9 trends that will shape work in 2021 and beyond (2023)


While 2020 has been the most volatile year in modern history, it would be a mistake to think that we will have a smoother ride this year. In fact, the disruption rate will potentially accelerate through 2021 and beyond as the 2020 shock continues to ripple through the coming years. Here are nine predictions from Gartner's research director for the practice of HR.

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To be fair, 2020 has shaken up many organizations and business models, shifting priorities and plans as business leaders struggled to navigate a rapidly changing environment. For many organizations, this has included responding to social justice movements, transitioning to full-time employees, determining how best to support employee well-being, managing a hybrid workforce, and now legal concerns around the HIV vaccine. to Covid-19.

It would be good to think that 2021 will be one of stability and a return to normalcy; However, this year will likely be another year full of big transitions. While much of the future focus is on increasing the number of employees working remotely, at least some of the time, there are nine other forces that I believe will shape business in 2021:

1. Employers will move from managing the employee experience to managing the life experience of their employees. The pandemic has given executives a better perspective on the personal lives of their employees, who have faced unprecedented personal and professional struggles in the past year.

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It has become clear that supporting employees more effectively in their personal lives allows them to not only live a better life, but also perform at a higher level. RespectivelyGartner 2020 ReimagineHR Employee Survey, employers who support employees with their life experiences see a 23% increase in employees reporting better mental health and a 17% increase in employees reporting better physical health. There is also a real benefit for employers, who are seeing a 21% increase in the number of high performers compared to organizations that do not provide the same level of support for their employees.

Therefore, 2021 will be the year that employer support for mental health, financial health and even things that were previously considered taboo, such as sleep, will become the benefits offered to employees.

2. More and more companies are taking a stand in current social and political debates.Recently, there has been a growing desire among employees to work for organizations whose values ​​align with their own. In 2020, that desire accelerated:Gartner Researchshows that 74% of employees expect their employer to be moreactively involvedin the cultural debates of the time. I believe CEOs need to be responsive to retain and attract top talent.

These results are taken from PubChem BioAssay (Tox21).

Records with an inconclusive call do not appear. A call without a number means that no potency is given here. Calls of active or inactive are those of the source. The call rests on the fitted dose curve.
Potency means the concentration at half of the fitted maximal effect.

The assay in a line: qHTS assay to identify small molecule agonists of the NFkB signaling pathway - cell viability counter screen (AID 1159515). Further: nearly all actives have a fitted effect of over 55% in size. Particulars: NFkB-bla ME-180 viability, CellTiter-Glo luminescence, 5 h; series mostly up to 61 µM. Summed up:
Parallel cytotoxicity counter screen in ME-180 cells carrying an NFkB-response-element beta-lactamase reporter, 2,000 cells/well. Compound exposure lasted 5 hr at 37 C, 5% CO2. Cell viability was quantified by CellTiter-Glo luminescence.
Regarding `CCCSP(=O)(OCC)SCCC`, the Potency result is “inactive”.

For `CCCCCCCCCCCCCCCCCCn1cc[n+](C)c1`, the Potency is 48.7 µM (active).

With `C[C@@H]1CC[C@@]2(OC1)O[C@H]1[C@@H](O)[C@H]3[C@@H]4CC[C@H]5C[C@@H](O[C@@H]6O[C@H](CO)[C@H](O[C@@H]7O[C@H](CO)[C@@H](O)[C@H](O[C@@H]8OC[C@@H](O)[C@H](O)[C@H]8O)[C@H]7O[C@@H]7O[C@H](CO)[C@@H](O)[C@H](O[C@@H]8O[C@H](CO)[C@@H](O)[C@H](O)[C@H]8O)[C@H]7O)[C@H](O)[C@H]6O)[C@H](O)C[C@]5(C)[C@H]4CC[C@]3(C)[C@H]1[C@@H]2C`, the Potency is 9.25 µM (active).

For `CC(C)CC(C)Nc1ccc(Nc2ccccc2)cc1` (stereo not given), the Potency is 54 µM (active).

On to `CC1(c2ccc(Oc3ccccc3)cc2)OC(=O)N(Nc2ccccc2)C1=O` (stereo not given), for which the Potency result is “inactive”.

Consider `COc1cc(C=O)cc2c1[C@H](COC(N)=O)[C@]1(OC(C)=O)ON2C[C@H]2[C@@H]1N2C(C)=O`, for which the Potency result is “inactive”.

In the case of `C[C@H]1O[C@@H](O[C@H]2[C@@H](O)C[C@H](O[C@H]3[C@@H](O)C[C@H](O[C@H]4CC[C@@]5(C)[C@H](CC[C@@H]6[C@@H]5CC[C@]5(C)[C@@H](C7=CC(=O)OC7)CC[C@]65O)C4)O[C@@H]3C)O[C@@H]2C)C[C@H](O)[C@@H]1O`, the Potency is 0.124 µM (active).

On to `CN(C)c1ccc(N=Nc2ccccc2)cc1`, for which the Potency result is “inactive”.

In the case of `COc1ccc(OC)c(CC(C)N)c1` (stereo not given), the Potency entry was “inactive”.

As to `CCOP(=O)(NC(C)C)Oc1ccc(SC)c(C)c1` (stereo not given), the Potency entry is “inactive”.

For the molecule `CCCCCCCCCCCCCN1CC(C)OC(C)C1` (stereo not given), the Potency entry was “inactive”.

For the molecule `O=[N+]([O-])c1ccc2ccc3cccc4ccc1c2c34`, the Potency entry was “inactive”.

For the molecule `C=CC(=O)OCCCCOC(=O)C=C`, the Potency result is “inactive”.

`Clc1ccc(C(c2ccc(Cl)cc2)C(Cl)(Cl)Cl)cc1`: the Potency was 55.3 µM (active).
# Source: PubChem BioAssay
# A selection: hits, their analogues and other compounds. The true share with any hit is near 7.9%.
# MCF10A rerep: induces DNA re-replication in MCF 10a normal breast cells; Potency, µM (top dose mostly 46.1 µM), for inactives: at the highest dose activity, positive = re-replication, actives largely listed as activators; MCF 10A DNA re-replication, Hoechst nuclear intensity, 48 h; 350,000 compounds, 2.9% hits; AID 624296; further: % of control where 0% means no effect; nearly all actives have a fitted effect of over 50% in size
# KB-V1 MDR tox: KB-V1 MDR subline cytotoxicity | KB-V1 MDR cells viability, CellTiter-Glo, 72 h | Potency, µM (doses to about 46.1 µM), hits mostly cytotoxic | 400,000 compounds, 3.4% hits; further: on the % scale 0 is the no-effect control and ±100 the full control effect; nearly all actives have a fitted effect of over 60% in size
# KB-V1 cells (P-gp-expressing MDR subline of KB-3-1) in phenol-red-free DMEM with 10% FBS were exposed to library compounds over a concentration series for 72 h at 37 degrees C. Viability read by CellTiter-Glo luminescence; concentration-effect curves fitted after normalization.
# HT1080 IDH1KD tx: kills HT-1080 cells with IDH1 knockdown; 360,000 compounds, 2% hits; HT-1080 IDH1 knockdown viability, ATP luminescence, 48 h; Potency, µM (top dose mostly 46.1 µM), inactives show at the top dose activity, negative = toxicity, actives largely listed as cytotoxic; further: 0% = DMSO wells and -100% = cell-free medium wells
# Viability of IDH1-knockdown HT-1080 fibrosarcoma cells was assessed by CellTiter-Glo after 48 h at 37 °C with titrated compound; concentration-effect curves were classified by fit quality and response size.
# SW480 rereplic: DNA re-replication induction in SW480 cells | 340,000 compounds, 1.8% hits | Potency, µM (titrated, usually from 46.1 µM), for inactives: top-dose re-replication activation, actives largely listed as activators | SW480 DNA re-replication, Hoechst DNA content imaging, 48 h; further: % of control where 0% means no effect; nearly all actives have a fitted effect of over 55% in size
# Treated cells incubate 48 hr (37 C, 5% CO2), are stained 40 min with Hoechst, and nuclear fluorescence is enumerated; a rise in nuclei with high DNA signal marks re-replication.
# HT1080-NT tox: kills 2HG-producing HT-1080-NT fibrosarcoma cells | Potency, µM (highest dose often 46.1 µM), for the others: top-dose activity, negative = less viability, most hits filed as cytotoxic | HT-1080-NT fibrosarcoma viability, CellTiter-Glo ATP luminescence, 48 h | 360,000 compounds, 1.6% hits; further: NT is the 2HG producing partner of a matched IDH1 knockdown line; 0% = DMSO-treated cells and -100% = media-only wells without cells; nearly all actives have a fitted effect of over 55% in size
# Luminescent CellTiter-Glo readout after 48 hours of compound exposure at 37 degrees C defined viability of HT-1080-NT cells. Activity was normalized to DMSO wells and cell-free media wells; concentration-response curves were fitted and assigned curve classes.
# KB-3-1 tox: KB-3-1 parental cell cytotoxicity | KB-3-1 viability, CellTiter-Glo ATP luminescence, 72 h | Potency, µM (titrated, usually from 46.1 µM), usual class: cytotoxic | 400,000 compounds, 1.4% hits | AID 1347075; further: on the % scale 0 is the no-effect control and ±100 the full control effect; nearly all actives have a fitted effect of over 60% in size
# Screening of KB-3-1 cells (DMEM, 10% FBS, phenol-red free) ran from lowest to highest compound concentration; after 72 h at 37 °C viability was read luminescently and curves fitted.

However, statements about everyday topics are no longer enough: employees expect more. And CEOs who dedicated real resources to these problems were rewarded with more engaged employees.A Gartner Researchfound that when their organization responded to current social issues, the number of employees considered highly engaged increased from 40% to 60%.

3. The gender pay gap will continue to widen as employees return to the office.Many companies have already introduced, or plan to introduce later this year, a hybrid workforce that allows employees to work in the company's office, at home, or in an alternate third location (cafeteria, coworking space, etc.). In this hybrid landscape, we hear from CHROs that surveys of their own employees show that men are more likely to choose to return to work, while women are more likely to work from home.

Respectivelya recent Gartner survey, 64% of managers believe that office workers outperform remote workers, and in turn, office workers are likely to receive a higher raise than those who work from home. Although,DataThe data we collected in 2019 (before the pandemic) and 2020 (during the pandemic) show the opposite: full-time remote workers are 5% more likely to be high performers than full-time office workers.

(Video) Employee Experience Trends That Will Shape 2021 and Beyond

So if men are more likely to work in the office and managers prefer office workers, we should expect managers to reward male employees over female employees, suddenly widening the gender pay gap once the pandemic ends. occurreda disproportionate impactabout women